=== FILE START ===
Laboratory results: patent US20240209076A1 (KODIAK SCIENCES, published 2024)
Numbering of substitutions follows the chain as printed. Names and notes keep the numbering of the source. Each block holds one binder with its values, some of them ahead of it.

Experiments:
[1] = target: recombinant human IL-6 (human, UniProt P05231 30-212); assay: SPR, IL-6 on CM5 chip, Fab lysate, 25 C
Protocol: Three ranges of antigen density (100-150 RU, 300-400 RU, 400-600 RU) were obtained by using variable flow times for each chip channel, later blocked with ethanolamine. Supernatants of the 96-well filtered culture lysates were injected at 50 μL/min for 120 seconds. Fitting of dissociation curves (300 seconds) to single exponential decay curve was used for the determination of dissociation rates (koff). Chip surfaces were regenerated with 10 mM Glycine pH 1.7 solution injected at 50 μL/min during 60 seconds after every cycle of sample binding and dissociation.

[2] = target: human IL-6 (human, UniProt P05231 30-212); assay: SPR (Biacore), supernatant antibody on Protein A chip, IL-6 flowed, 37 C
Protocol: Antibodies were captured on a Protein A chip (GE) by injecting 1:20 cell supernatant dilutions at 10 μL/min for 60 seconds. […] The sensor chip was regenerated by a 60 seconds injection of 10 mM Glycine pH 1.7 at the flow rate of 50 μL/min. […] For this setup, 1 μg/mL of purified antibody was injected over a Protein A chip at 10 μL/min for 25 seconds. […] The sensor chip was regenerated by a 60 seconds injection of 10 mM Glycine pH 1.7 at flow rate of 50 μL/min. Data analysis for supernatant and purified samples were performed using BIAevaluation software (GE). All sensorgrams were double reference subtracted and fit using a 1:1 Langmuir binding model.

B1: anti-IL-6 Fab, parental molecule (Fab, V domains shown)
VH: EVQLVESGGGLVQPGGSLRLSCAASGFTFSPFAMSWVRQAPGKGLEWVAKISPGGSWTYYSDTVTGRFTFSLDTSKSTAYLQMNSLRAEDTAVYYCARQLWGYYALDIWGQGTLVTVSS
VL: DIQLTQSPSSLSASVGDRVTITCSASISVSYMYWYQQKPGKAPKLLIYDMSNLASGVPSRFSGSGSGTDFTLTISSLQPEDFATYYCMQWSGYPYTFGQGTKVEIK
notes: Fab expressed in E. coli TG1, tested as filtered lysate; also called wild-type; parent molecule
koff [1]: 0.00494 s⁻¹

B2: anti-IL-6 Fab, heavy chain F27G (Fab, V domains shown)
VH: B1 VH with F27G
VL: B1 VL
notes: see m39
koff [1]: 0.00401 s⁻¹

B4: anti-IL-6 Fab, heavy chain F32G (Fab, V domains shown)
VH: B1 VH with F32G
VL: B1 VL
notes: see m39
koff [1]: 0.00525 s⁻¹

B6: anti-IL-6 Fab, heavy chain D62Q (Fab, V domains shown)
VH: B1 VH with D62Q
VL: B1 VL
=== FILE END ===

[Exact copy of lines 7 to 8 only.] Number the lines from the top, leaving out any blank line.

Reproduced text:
Protocol: Antibodies were captured on a Protein A chip (GE) by injecting 1:20 cell supernatant dilutions at 10 μL/min for 60 seconds. […] The sensor chip was regenerated by a 60 seconds injection of 10 mM Glycine pH 1.7 at the flow rate of 50 μL/min. […] For this setup, 1 μg/mL of purified antibody was injected over a Protein A chip at 10 μL/min for 25 seconds. […] The sensor chip was regenerated by a 60 seconds injection of 10 mM Glycine pH 1.7 at flow rate of 50 μL/min. Data analysis for supernatant and purified samples were performed using BIAevaluation software (GE). All sensorgrams were double reference subtracted and fit using a 1:1 Langmuir binding model.

B1: anti-IL-6 Fab, parental molecule (Fab, V domains shown)